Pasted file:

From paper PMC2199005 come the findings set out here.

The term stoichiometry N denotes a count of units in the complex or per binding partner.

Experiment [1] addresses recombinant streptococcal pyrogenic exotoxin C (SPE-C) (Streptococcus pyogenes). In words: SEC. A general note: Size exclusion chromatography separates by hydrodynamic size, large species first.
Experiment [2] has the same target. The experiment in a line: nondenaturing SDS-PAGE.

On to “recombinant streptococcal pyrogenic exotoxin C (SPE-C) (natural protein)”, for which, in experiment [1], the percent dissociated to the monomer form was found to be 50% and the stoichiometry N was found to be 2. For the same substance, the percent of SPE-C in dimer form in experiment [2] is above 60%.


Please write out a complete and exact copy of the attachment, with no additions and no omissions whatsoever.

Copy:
From paper PMC2199005 come the findings set out here.

The term stoichiometry N denotes a count of units in the complex or per binding partner.

Experiment [1] addresses recombinant streptococcal pyrogenic exotoxin C (SPE-C) (Streptococcus pyogenes). In words: SEC. A general note: Size exclusion chromatography separates by hydrodynamic size, large species first.
Experiment [2] has the same target. The experiment in a line: nondenaturing SDS-PAGE.

On to “recombinant streptococcal pyrogenic exotoxin C (SPE-C) (natural protein)”, for which, in experiment [1], the percent dissociated to the monomer form was found to be 50% and the stoichiometry N was found to be 2. For the same substance, the percent of SPE-C in dimer form in experiment [2] is above 60%.